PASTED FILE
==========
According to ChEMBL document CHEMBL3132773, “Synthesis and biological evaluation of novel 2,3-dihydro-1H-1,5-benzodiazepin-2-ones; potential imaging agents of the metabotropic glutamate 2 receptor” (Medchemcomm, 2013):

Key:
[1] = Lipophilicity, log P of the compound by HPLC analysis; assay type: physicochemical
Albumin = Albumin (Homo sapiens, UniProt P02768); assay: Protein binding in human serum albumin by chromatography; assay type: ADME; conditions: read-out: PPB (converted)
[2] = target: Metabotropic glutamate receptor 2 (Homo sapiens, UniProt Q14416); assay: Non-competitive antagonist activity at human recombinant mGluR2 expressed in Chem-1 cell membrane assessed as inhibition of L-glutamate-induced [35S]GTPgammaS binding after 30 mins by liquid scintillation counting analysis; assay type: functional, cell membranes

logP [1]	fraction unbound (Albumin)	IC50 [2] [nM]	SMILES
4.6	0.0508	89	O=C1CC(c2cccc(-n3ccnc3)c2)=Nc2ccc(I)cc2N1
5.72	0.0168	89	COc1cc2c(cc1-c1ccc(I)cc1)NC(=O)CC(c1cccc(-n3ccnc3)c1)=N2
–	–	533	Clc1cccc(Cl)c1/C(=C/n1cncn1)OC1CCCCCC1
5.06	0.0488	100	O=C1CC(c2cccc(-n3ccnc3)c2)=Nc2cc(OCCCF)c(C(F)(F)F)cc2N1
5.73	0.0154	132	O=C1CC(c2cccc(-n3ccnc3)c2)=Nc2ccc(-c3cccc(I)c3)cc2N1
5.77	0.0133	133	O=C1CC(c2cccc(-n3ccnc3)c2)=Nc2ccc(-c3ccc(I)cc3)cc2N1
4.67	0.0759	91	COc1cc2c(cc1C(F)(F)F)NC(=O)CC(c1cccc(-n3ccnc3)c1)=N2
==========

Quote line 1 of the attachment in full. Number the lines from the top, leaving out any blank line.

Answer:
According to ChEMBL document CHEMBL3132773, “Synthesis and biological evaluation of novel 2,3-dihydro-1H-1,5-benzodiazepin-2-ones; potential imaging agents of the metabotropic glutamate 2 receptor” (Medchemcomm, 2013):